Track and signalling

11.01.19

Engineers able to predict and fix track faults before they develop using new Costain augmented reality tech

Engineers will be able to use augmented reality (AR) to predict failing components and faults on train tracks and in stations after engineering companies, in collaboration with a university, have developed a network of Internet of Things (IoT).

Costain and the University of the West of England (UWE Bristol) have developed the system with project lead engineering start-up Enable My Team (EMT).

The system will allow engineers to use AR via a smartphone or a head-mounted display to locate failing components or structure faults and read on-screen instructions in real time to help them with repairs.

The IoT network sensors will initially be installed at London Bridge station this year as a test site, gathering data on tracks and station facilities such as barriers, lighting, and ventilation.

The system will then use artificial intelligence techniques to analyse the data and predict when a fault is likely to occur, highlighting any stress points or component failures on a 3D virtual model of the station and tracks.

The project is set for completion in April 2020, and after the technology has been tested at five other UK stations the scheme will be rolled out in 2021.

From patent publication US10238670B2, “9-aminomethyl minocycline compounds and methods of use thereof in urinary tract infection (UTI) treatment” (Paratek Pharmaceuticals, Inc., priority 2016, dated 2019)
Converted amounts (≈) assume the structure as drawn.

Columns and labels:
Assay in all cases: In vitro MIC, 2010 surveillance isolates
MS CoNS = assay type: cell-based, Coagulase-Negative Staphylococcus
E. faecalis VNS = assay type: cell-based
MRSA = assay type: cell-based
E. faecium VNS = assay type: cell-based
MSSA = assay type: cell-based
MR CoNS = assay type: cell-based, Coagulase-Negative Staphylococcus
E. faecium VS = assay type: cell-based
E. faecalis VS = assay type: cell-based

Lukumon Oyedele, principal investigator on the project at UWE Bristol, said the IoT system will enable companies to fix faults before they become problems and at a time when services are not disrupted.

This will help vastly reduce the “hundreds of hours lost through train delays” every day often caused by faulty signal boxes and broken tracks.

Sandeep Jain, the founder & CEO at Enable My Team (EMT), said: “i-RAMP could bring reliability to the 1.7 billion annual passenger journeys on the UK railway, increasing productivity across the country. With machine learning and big data processing we can predict problematic vegetation, damaged structures and faulty signals, allowing repairs to be implemented before issues arise.”

The sensors will be able to transmit a variety of data including vibration and strain or pressure on structures as well as humidity and temperature data, and the AR technology will enable the engineers to locate the fault and provide guidance on how to fix it.

Image credit - mbbirdy

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